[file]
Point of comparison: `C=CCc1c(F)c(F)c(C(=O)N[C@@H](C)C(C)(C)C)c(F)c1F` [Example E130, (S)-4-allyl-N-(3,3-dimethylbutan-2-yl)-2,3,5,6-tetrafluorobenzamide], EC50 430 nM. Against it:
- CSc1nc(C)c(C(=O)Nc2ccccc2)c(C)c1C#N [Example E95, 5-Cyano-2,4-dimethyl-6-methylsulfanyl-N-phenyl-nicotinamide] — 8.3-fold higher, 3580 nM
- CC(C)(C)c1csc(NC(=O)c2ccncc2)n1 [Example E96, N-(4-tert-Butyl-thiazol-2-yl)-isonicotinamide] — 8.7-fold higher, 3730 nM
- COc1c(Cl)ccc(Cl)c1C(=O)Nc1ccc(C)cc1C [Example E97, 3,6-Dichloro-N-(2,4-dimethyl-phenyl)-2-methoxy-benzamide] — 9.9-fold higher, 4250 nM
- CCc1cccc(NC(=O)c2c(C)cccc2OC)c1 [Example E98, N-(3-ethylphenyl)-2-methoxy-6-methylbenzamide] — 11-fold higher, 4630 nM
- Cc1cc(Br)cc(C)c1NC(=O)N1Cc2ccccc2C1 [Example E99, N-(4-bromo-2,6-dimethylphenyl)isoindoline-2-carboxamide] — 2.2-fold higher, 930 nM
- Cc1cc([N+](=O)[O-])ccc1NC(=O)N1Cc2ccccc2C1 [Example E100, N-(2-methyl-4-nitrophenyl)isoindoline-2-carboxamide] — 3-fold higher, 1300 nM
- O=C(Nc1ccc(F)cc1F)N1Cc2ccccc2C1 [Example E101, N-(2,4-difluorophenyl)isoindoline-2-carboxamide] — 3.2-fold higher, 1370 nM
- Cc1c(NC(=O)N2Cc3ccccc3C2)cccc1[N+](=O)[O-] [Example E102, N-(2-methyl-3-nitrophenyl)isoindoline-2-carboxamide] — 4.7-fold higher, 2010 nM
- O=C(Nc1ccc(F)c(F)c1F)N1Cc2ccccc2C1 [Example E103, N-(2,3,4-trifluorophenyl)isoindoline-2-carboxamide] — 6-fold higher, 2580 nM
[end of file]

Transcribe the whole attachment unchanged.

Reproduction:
Point of comparison: `C=CCc1c(F)c(F)c(C(=O)N[C@@H](C)C(C)(C)C)c(F)c1F` [Example E130, (S)-4-allyl-N-(3,3-dimethylbutan-2-yl)-2,3,5,6-tetrafluorobenzamide], EC50 430 nM. Against it:
- CSc1nc(C)c(C(=O)Nc2ccccc2)c(C)c1C#N [Example E95, 5-Cyano-2,4-dimethyl-6-methylsulfanyl-N-phenyl-nicotinamide] — 8.3-fold higher, 3580 nM
- CC(C)(C)c1csc(NC(=O)c2ccncc2)n1 [Example E96, N-(4-tert-Butyl-thiazol-2-yl)-isonicotinamide] — 8.7-fold higher, 3730 nM
- COc1c(Cl)ccc(Cl)c1C(=O)Nc1ccc(C)cc1C [Example E97, 3,6-Dichloro-N-(2,4-dimethyl-phenyl)-2-methoxy-benzamide] — 9.9-fold higher, 4250 nM
- CCc1cccc(NC(=O)c2c(C)cccc2OC)c1 [Example E98, N-(3-ethylphenyl)-2-methoxy-6-methylbenzamide] — 11-fold higher, 4630 nM
- Cc1cc(Br)cc(C)c1NC(=O)N1Cc2ccccc2C1 [Example E99, N-(4-bromo-2,6-dimethylphenyl)isoindoline-2-carboxamide] — 2.2-fold higher, 930 nM
- Cc1cc([N+](=O)[O-])ccc1NC(=O)N1Cc2ccccc2C1 [Example E100, N-(2-methyl-4-nitrophenyl)isoindoline-2-carboxamide] — 3-fold higher, 1300 nM
- O=C(Nc1ccc(F)cc1F)N1Cc2ccccc2C1 [Example E101, N-(2,4-difluorophenyl)isoindoline-2-carboxamide] — 3.2-fold higher, 1370 nM
- Cc1c(NC(=O)N2Cc3ccccc3C2)cccc1[N+](=O)[O-] [Example E102, N-(2-methyl-3-nitrophenyl)isoindoline-2-carboxamide] — 4.7-fold higher, 2010 nM
- O=C(Nc1ccc(F)c(F)c1F)N1Cc2ccccc2C1 [Example E103, N-(2,3,4-trifluorophenyl)isoindoline-2-carboxamide] — 6-fold higher, 2580 nM